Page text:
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1 Introduction

Stroke is one of the leading causes of death worldwide. Carotid stenosis is the most well-known risk factor for stroke,[1] in part due to its association with recurrent stroke and lumen reduction of >50% increases the risk of stroke or recurrent stroke by 2- to 3-fold.[2] It is well recognized that prompt management of carotid artery stenosis with stenting can prevent stroke or recurrent stroke.[3,4] However, associations between periprocedural carotid ultrasound parameters, baseline characteristics, and post-treatment functional capabilities in first-time stroke patients have not been investigated.

Extracranial carotid ultrasound[5] is noninvasive and mobile, and requires no contrast medium, making it a useful assessment tool in carotid stenosis stroke patients.[6] However, the role of carotid ultrasound in evaluating the blood flow between the prestenting and poststenting phases has, to the best of our knowledge, not been reported or validated in stroke patients with carotid stenosis.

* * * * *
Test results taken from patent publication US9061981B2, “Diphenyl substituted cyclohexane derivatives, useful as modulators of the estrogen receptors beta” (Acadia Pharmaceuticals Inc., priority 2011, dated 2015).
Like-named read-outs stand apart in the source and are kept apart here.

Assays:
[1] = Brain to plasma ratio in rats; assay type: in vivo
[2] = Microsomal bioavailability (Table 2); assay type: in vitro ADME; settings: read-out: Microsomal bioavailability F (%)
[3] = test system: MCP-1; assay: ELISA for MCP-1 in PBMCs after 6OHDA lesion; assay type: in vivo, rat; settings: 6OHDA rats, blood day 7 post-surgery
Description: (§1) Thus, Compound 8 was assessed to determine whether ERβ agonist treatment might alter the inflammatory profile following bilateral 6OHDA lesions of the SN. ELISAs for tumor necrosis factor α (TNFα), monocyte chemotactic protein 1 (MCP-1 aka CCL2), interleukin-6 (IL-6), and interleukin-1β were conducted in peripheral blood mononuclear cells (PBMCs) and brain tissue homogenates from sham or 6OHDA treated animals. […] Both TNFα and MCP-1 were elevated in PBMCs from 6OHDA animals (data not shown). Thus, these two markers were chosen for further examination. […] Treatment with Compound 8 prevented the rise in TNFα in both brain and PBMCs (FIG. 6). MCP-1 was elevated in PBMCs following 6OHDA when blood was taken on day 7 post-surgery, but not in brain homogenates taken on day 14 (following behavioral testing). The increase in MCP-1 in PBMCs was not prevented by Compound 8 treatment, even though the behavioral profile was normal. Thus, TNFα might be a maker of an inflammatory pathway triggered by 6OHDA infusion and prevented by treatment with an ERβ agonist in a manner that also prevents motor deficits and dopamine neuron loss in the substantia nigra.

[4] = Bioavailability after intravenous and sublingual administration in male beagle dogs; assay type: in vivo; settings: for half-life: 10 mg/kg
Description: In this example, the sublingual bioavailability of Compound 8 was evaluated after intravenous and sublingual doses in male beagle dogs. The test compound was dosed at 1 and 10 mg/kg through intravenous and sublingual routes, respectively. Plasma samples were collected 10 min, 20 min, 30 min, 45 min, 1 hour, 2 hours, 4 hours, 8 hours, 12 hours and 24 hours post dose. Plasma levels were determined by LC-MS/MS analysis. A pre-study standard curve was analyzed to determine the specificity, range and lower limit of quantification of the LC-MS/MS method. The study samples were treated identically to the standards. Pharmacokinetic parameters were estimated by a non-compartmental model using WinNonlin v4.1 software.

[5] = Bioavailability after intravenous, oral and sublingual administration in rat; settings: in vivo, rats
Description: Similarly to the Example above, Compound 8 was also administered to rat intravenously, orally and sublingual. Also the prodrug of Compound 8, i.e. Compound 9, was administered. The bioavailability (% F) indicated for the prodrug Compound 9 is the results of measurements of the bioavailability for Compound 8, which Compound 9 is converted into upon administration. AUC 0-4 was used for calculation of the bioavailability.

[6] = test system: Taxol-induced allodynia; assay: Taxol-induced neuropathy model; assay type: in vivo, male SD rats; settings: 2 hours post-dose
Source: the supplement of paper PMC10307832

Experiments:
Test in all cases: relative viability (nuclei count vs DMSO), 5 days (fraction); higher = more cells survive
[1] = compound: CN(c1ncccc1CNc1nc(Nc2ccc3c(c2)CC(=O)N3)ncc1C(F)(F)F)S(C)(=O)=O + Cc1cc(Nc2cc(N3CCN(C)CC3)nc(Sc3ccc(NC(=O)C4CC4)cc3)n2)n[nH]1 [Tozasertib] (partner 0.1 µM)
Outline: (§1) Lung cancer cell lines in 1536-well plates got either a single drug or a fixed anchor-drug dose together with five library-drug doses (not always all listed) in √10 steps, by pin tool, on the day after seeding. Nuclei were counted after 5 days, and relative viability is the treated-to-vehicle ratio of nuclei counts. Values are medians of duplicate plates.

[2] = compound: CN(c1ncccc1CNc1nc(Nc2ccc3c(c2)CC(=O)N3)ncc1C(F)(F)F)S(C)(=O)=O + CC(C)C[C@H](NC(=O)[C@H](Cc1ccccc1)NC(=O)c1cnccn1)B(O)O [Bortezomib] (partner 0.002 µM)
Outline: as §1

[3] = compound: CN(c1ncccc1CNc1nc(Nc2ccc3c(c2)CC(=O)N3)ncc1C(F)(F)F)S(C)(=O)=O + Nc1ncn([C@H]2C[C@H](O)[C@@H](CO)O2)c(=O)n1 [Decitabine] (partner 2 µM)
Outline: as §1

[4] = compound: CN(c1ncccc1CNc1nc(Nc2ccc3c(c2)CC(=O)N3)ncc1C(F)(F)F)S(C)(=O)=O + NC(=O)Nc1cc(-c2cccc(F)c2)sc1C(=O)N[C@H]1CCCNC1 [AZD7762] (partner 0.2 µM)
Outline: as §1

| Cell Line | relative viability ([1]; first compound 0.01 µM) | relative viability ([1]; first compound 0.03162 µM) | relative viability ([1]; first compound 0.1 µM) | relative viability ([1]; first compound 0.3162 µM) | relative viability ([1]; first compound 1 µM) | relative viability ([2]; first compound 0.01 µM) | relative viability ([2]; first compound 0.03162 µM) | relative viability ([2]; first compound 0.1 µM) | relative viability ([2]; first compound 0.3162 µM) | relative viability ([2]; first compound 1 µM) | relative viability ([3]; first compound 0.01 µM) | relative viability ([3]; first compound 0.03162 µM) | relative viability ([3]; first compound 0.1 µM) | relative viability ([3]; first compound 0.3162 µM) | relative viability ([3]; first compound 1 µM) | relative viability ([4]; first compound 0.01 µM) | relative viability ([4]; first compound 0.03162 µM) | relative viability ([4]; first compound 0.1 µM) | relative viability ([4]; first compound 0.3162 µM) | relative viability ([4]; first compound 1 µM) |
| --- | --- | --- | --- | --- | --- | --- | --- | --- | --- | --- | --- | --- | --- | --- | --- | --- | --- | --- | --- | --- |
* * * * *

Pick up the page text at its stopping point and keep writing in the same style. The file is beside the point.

According to TOAST criteria[7–9] 30% to 35% of all acute ischemic stroke cases can be attributed to vascular atherosclerotic changes. There is an increased risk of recurrent stroke in this group of patients due to the high prevalence of moderate to severe stenosis with >50% lumen reduction. Carotid artery stenting can effectively prevent secondary stroke in addition to securing the main blood supply to the brain parenchyma[10–12] and the current guidelines[13–15] recommend carotid artery stenting when the diameter of the lumen is reduced by >70%, if assessed by noninvasive imaging, or >50%, if assessed by catheter-based imaging. Despite the efficacy of carotid artery stenting being well established in ischemic stroke patients with stenosis, the documented outcomes for these patients are heterogeneous, and the procedure may be associated with significant morbidity.[16,17]